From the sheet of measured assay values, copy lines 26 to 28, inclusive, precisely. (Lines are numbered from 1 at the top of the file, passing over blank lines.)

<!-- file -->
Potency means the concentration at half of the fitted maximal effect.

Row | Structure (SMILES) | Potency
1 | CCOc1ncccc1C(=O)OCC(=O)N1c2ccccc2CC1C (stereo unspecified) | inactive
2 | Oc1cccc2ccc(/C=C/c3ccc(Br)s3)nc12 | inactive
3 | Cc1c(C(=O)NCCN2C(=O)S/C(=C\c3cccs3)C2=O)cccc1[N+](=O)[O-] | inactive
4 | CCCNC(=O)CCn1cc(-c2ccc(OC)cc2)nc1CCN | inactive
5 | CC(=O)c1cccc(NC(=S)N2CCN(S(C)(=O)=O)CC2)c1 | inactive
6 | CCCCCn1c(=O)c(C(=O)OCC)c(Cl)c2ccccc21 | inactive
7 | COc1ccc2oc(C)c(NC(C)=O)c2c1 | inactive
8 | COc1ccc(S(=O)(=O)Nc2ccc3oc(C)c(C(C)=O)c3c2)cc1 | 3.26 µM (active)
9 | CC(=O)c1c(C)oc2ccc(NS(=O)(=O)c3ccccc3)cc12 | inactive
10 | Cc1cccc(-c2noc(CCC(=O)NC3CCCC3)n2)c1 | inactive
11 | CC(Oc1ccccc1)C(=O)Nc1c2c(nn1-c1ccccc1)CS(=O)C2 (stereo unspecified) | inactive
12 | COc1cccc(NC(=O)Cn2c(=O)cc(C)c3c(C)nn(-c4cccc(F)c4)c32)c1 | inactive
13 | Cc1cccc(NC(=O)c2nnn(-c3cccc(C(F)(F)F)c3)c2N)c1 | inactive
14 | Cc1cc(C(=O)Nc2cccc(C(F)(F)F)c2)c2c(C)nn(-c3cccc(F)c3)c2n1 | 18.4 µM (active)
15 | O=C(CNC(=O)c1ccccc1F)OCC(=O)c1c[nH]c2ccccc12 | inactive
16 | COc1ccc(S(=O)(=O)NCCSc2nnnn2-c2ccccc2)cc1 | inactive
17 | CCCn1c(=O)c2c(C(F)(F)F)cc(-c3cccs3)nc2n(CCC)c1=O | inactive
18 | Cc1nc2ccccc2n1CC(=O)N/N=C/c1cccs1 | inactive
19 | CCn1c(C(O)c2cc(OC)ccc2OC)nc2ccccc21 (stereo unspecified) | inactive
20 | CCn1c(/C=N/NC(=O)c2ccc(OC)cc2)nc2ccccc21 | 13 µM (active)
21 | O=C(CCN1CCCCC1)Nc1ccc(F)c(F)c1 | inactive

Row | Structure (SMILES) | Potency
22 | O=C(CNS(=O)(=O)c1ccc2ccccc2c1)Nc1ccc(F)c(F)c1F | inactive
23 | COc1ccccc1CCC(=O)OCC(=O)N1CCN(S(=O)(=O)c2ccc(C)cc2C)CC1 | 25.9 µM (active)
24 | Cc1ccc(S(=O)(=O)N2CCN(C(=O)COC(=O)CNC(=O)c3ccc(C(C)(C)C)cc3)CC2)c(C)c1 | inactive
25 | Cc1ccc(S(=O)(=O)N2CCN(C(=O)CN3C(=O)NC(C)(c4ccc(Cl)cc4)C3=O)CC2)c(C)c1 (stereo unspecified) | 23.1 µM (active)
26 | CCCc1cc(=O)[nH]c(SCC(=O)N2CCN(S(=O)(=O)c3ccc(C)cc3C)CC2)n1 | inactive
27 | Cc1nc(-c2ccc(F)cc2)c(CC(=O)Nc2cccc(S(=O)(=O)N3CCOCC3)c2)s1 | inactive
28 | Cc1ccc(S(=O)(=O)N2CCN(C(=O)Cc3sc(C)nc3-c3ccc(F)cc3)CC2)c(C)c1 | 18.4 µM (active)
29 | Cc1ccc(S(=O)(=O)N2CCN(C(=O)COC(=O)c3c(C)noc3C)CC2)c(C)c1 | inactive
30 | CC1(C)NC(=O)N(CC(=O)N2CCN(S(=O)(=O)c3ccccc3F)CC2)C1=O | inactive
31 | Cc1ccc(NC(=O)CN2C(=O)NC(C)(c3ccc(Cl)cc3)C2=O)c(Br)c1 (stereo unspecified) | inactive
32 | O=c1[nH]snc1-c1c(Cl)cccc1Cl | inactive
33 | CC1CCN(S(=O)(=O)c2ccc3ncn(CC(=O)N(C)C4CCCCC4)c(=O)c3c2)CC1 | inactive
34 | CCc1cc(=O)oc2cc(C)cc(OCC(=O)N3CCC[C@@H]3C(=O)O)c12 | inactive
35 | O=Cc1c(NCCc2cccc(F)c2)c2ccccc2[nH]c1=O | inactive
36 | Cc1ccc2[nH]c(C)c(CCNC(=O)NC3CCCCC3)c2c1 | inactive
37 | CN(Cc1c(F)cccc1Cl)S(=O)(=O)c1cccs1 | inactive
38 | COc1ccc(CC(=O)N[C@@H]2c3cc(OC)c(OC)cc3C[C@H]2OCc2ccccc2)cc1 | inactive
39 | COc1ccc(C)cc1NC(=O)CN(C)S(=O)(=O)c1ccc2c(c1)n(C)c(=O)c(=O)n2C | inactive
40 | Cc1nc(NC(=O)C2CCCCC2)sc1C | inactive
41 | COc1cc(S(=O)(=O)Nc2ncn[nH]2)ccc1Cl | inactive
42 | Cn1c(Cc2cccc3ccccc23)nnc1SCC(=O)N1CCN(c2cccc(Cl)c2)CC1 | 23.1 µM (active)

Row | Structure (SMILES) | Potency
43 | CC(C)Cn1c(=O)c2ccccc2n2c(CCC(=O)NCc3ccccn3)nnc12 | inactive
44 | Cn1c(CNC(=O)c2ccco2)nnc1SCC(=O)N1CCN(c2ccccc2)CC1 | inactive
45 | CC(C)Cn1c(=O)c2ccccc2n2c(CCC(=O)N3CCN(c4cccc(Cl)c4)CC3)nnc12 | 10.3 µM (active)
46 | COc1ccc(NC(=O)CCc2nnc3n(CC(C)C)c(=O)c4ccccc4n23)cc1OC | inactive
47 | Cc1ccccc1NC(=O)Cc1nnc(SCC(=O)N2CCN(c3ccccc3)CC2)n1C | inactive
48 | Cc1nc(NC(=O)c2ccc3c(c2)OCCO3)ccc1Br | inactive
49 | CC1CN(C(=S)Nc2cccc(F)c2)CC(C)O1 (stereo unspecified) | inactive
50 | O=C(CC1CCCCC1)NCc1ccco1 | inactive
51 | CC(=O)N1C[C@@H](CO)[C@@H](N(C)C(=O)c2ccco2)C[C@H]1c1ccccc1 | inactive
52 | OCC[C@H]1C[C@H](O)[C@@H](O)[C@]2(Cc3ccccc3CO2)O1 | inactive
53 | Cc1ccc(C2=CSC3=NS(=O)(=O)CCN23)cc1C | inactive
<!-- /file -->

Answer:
23 | COc1ccccc1CCC(=O)OCC(=O)N1CCN(S(=O)(=O)c2ccc(C)cc2C)CC1 | 25.9 µM (active)
24 | Cc1ccc(S(=O)(=O)N2CCN(C(=O)COC(=O)CNC(=O)c3ccc(C(C)(C)C)cc3)CC2)c(C)c1 | inactive
25 | Cc1ccc(S(=O)(=O)N2CCN(C(=O)CN3C(=O)NC(C)(c4ccc(Cl)cc4)C3=O)CC2)c(C)c1 (stereo unspecified) | 23.1 µM (active)